The crew has a brief discussion with HAL regarding a similar computer’s malfunction, which HAL then concludes is the result of human error. After this, HAL experiences his own malfunction, which leads to the gradual breakdown of his helpfulness to the crew. HAL sends Frank Poole to his death, locks Dave Bowman out of the ship, and cuts life support measures to the remaining crew who were in cryosleep.
Automation presents such a dichotomy between asset and liability. On one hand, it’s capable of advancing us into our wildest dreams where we can accomplish incredible feats with little effort. On the other hand, a simple human error is all it takes to turn the same automated machine against us, making it capable of tearing down everything we’ve worked for and uprooting life as we know it.
For network engineers, automating IT can mean less downtime, more revenues, and job promotions. But it can also mean catastrophic outages, millions in losses, and a lengthy job search.
Simply put, network automation can be unforgiving, much like losing control of your ship in deep space.
How to overcome network automation anxiety
In the movie, Bowman has no option for stopping HAL other than manually pulling the plug. It’s a tedious and dangerous process, but it’s the only way Bowman can contain the damage caused by his artificial counterpart.
This is the same scenario that plays out in IT, albeit with much less drama, when something goes wrong in the automation chain. So how do you overcome this scenario? Can you even overcome it? The big tech companies can, but that’s only because they have the money and resources for it, right?
The reality is, many companies attempt to automate but inevitably fail because they don’t have the proper infrastructure in place. This is the differentiator — tech giants have focused their attention on implementing the right infrastructure over the past decade, and it’s why they’re able to successfully automate for more resilience.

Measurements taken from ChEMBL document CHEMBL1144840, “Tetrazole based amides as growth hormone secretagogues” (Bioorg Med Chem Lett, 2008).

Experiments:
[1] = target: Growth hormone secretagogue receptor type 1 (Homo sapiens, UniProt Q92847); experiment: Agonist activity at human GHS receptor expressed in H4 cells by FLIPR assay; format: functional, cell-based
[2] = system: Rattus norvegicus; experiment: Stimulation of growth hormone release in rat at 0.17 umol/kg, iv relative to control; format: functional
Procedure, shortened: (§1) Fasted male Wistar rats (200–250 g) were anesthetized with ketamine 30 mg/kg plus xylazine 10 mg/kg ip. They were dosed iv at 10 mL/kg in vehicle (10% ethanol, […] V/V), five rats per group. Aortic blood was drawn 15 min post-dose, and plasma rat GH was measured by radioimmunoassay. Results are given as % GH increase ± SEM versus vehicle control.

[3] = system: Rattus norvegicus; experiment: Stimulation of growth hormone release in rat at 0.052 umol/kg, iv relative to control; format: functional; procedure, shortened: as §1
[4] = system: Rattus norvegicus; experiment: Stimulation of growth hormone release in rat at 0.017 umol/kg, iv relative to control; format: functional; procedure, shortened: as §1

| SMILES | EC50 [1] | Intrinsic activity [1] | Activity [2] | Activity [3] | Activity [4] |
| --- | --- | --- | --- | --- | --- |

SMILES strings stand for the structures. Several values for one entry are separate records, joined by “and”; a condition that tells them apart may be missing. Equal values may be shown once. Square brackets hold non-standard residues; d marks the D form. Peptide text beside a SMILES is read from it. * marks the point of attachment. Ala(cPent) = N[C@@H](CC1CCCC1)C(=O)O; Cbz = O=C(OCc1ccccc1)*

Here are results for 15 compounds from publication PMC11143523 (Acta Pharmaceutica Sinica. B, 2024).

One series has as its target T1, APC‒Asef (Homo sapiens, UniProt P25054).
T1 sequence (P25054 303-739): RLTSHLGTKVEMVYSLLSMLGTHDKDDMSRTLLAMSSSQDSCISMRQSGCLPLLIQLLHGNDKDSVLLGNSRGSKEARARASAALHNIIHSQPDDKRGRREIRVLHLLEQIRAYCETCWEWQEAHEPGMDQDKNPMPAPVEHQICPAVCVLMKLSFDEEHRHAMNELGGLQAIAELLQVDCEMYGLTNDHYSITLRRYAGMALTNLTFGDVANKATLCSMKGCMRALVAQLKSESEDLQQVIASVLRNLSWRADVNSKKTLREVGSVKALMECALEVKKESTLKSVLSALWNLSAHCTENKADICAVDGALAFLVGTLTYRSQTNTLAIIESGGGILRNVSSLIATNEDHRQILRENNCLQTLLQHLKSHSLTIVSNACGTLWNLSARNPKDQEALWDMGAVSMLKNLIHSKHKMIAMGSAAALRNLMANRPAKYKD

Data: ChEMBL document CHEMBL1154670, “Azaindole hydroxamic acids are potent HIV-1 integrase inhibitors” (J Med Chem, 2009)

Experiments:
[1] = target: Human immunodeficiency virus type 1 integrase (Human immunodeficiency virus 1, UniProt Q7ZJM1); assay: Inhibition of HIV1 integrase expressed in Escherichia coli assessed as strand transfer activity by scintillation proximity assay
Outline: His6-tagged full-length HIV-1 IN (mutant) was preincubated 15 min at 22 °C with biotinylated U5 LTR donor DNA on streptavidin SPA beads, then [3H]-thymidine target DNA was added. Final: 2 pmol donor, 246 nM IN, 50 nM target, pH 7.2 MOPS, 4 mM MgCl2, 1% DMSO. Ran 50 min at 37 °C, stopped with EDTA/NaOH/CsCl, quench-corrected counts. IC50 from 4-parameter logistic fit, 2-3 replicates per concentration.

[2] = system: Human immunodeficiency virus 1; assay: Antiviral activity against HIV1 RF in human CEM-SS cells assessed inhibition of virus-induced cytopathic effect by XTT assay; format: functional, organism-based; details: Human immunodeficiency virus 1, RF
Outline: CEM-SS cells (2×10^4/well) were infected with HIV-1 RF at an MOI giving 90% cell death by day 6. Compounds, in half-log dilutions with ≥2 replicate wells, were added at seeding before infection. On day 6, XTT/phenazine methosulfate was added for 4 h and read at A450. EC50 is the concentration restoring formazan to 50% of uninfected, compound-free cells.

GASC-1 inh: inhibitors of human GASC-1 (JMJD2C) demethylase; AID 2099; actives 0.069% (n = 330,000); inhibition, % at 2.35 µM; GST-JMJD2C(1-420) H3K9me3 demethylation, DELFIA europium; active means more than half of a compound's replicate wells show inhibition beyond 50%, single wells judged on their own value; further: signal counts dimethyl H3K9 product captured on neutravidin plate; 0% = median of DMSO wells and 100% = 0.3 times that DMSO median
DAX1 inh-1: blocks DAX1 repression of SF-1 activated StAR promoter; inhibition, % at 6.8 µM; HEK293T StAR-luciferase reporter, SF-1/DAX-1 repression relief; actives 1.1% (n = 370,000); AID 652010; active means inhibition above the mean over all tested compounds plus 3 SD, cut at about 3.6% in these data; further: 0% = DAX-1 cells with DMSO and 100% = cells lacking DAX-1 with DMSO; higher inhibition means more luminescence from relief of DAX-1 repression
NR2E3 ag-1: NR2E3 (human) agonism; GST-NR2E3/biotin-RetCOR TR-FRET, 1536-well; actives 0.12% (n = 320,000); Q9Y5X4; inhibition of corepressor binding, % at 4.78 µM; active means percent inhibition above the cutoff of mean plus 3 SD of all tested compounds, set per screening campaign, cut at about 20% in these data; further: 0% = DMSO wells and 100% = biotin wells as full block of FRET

The secret: their infrastructure has a safety net built into it. Their environments are forgiving. So when things don’t go as planned, whether due to mistakes or rogue machines, they have a lifeline that brings them back to safety.
What does this lifeline look like?
Out-of-band management is the key component to achieving safe network automation. Rather than attempt to automate in-band and risk catastrophe, out-of-band gives you a separate management path through which to automate your infrastructure. You can test and monitor your changes before pushing them to your live production network.
Big tech companies also have an undo button for their network automation. That’s because 6 of 10 of these IT giants use ZPE Systems’ Nodegrid for out-of-band automation. This gives them the out-of-band infrastructure capable of serving as an automation target, as well as an ‘undo’ feature which allows them to automatically revert to their last known good configuration.
Having out-of-band and this ‘undo’ feature lets teams automate while retaining control of their automation. These eliminate the otherwise unforgiving nature of automation that IT teams fear, and instead allow them to be confident in their initiatives.